Saturday, 31 July 2021

Scouts revived after 16 years thanks to volunteers

A SCOUT group is to be revived after 16 years.

A SCOUT group is to be revived after 16 years.

The 1st Sonning Common scouts will start again in January, meeting at the scout headquarters in Baskerville Road on Tuesday evenings after the cub pack meeting.

It will complete the scout group after the beaver colony was resurrected last year following a 17-year absence.

Karl Taylor, a joiner, will take over as scout leader and will be assisted by Nicola Lunnon and Felicity Cooper.

Initially there will be up to 10 scouts in the pack but this number is expected to rise as former cubs and new children join. Mr Taylor has a daughter moving from the beavers up to the cubs and his son will join the scouts.

Penny Edwards, who has been akela of the cub pack for 10 years, said: “It’s fabulous — the children are so excited that we’re going to have the scout troop as well.

“It’s immensely important because the children were leaving the cub pack and just drifting.

“At age 10 to 14 is when they need something to focus on to help keep them on the straight and narrow. The scouts encourage them to think of other people and to be prepared for almost anything.”

Mrs Edwards’ husband Graham, who has been group chairman for three years, said the scout group had been disbanded because there were not enough volunteers.

This meant there was no continuity for the children so when they were too old for the cubs they joined scout groups in Reading, Nettlebed and Stoke Row.

He said: “It wasn’t satisfactory and a lot of children gave up because their parents didn’t want to be ferrying them all over and they didn’t want to go to places where they didn’t know anyone.

“It wasn’t acceptable in this day and age for any child. We fought and fought for people to volunteer their time, which is the big issue with scouting.”

Mr Edwards said the new volunteers would be visiting other scout groups as part of their training.

He added: “It would be nice eventually to see some of our scouts go and do international scouting but that won’t be for a few years.

“We want to have a wide range of activities for them to take part in. We will be looking to get them dragon boating and kayaking — nice adventurous stuff rather than what people perceive as scouting, like kindling wood and tying knots.”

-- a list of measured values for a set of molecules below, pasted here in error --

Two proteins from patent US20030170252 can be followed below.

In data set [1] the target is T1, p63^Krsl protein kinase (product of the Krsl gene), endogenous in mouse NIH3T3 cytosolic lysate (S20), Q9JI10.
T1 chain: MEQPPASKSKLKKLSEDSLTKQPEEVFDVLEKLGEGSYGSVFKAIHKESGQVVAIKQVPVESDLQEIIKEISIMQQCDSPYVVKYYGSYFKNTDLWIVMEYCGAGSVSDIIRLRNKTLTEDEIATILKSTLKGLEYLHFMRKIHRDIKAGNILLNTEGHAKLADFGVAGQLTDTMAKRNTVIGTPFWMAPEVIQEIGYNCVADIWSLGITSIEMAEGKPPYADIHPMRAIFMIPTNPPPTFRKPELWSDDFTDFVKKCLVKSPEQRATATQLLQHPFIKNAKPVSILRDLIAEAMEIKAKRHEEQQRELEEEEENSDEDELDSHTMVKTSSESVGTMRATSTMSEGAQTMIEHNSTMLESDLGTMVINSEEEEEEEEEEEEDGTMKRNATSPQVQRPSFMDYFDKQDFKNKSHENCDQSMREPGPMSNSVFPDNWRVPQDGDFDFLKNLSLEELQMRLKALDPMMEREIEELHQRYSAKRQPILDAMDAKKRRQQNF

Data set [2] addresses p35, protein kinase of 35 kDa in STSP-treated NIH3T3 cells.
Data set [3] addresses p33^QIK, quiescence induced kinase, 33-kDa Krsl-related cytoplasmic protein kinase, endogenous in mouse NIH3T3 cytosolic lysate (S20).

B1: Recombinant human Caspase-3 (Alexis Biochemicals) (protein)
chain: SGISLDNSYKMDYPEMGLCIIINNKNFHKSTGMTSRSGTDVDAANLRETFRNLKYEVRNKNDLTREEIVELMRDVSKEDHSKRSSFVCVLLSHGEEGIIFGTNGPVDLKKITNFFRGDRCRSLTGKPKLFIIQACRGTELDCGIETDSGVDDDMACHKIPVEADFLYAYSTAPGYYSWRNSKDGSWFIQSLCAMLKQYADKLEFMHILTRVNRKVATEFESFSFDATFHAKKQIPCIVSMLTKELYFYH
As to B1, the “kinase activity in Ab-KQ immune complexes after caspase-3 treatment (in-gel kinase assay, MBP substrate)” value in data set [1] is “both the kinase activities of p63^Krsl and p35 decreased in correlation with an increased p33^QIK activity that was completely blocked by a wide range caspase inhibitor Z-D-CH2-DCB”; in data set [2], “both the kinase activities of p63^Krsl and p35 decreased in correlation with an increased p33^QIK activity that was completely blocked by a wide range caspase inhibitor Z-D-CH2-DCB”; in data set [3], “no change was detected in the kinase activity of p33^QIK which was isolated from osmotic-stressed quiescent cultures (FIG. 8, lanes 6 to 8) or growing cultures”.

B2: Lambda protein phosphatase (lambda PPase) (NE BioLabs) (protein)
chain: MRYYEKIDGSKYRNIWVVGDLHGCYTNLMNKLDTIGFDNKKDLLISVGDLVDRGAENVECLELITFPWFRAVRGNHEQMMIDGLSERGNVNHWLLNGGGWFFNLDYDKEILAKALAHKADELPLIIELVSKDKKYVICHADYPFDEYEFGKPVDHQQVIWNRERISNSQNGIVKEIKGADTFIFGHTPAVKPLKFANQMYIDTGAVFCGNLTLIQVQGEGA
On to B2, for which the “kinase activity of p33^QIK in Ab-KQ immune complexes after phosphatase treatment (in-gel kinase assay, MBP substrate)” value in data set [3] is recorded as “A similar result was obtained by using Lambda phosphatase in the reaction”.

“Scouting has progressed and isn’t stuck in the Twenties. I’ve had people go out to Uganda to help build libraries. The whole movement has progressed significantly since I first joined 40 years ago.”

Volunteers are still needed for both the scouts and cubs.

Mr Edwards said: “People say they can’t do every week but it’s fine if they can do two or three nights a month and someone else does a couple of other nights. That’s what it’s all about. Even if it’s one night a month, that’s better than no nights. They get all the training. All we demand of them is their time.

“At the moment, if Penny’s ill we have to close the cub pack down for a week while she gets back on her feet.”

Mr Edwards said Mr Taylor was “in it for the long haul” because he wanted somewhere for his children to go rather than be out in the village.

He added: “Within 18 months we’ve gone from having a stand-alone cub pack to having a beaver and scout group. It’s very exciting.

“We’re back to full strength, which is absolutely brilliant.”

Anyone who is interested in volunteering should call Graham or Penny Edwards on 0118 948 3223 or email graham.edwards31@virgin

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